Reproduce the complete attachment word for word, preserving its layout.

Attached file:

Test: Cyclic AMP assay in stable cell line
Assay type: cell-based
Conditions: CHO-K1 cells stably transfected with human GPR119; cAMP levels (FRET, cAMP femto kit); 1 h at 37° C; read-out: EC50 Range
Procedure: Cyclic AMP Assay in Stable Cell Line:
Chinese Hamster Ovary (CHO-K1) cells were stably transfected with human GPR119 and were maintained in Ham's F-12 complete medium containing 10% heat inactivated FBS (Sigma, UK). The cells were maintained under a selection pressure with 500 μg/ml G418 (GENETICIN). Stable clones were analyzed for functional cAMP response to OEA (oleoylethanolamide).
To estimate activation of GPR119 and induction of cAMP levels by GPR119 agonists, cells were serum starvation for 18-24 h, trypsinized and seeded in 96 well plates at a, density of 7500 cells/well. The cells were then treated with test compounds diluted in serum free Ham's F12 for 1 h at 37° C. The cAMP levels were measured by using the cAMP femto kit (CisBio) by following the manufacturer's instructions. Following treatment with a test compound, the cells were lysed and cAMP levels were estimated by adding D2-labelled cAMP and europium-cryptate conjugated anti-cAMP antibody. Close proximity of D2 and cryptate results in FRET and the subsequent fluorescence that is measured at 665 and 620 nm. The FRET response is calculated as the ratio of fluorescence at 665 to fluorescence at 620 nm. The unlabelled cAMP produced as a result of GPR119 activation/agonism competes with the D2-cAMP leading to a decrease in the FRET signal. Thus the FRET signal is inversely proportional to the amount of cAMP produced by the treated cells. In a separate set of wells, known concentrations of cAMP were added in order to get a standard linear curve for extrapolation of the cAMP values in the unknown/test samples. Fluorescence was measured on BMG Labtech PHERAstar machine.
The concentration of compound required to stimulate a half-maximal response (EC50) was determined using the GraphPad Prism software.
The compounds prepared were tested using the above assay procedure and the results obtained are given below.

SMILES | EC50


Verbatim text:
Test: Cyclic AMP assay in stable cell line
Assay type: cell-based
Conditions: CHO-K1 cells stably transfected with human GPR119; cAMP levels (FRET, cAMP femto kit); 1 h at 37° C; read-out: EC50 Range
Procedure: Cyclic AMP Assay in Stable Cell Line:
Chinese Hamster Ovary (CHO-K1) cells were stably transfected with human GPR119 and were maintained in Ham's F-12 complete medium containing 10% heat inactivated FBS (Sigma, UK). The cells were maintained under a selection pressure with 500 μg/ml G418 (GENETICIN). Stable clones were analyzed for functional cAMP response to OEA (oleoylethanolamide).
To estimate activation of GPR119 and induction of cAMP levels by GPR119 agonists, cells were serum starvation for 18-24 h, trypsinized and seeded in 96 well plates at a, density of 7500 cells/well. The cells were then treated with test compounds diluted in serum free Ham's F12 for 1 h at 37° C. The cAMP levels were measured by using the cAMP femto kit (CisBio) by following the manufacturer's instructions. Following treatment with a test compound, the cells were lysed and cAMP levels were estimated by adding D2-labelled cAMP and europium-cryptate conjugated anti-cAMP antibody. Close proximity of D2 and cryptate results in FRET and the subsequent fluorescence that is measured at 665 and 620 nm. The FRET response is calculated as the ratio of fluorescence at 665 to fluorescence at 620 nm. The unlabelled cAMP produced as a result of GPR119 activation/agonism competes with the D2-cAMP leading to a decrease in the FRET signal. Thus the FRET signal is inversely proportional to the amount of cAMP produced by the treated cells. In a separate set of wells, known concentrations of cAMP were added in order to get a standard linear curve for extrapolation of the cAMP values in the unknown/test samples. Fluorescence was measured on BMG Labtech PHERAstar machine.
The concentration of compound required to stimulate a half-maximal response (EC50) was determined using the GraphPad Prism software.
The compounds prepared were tested using the above assay procedure and the results obtained are given below.

SMILES | EC50